“Rock and roll’s been going downhill ever since Buddy Holly died,” said “John Milner,” a character in the film American Graffiti. That’s a bit of an exaggeration but it’s easy to understand why Holly fans get carried away. His “brush-and-broom” guitar style, inimitable vocals, and infectious, rockabilly-based music influenced innumerable rockers in subsequent decades.
To find out why, listen to this album, the best Holly anthology extant, which preserves such well-known gems as “Oh Boy,” a million-seller recorded in 1957 with his group the Crickets; “Peggy Sue,” Holly’s giant solo hit from the same year; “Maybe Baby” and “Think It Over,” both 1958 chart tunes for Holly and the Crickets; and “Raining in My Heart” and “It Doesn’t Matter Anymore,” two posthumous hits. Also, the beautiful “Everyday” and “True Love Ways,” the frequently covered “Rave On,” the smash rocker “That’ll Be the Day,” and much more. That Holly recorded all these fresh-sounding classics two decades ago and over a period of just a few years is amazing. It makes you wonder what he could have accomplished had he not died before his 21st birthday.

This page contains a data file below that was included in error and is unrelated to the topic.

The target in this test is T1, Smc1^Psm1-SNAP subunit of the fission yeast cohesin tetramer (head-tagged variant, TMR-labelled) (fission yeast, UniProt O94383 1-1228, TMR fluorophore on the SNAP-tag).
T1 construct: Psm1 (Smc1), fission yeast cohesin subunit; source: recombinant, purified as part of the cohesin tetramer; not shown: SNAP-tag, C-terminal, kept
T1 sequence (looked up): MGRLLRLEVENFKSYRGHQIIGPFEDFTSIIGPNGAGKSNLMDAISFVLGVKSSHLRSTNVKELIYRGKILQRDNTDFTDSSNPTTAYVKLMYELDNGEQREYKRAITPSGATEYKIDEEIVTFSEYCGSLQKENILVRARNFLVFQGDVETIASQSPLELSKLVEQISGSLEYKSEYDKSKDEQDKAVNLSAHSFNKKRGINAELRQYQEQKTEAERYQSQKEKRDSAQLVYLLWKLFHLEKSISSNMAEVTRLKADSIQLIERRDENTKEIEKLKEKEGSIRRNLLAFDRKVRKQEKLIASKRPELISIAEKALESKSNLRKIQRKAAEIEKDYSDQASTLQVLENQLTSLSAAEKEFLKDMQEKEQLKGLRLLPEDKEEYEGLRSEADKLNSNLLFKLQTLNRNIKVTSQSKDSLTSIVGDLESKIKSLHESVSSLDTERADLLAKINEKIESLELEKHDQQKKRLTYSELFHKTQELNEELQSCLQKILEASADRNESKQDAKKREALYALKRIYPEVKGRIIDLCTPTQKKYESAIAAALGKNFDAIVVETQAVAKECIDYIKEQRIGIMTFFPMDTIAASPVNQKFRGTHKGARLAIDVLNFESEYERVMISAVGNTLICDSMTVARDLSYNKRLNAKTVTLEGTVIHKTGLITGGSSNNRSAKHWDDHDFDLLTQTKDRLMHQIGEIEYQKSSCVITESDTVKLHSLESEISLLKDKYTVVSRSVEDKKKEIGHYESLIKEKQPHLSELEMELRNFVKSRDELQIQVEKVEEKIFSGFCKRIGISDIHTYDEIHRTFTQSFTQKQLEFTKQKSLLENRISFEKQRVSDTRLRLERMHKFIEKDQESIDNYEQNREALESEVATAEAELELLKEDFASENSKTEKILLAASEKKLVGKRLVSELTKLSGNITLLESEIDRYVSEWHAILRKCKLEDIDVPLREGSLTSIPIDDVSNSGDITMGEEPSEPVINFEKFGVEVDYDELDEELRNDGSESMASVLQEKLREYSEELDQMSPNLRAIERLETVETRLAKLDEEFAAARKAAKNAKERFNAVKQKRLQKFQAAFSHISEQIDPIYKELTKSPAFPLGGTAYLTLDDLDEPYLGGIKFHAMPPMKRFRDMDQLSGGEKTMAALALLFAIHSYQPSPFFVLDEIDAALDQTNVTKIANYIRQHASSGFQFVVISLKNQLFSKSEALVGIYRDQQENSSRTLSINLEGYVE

[…] Elvis Presley (“Jailhouse Rock”), Del Shannon (“Runaway”), Roy Orbison (“Dream Baby”), Buddy Holly (“Rave On”), the Everly Brothers (“Bye Bye Love”), Ritchie Valens (“Come On, Let’s […]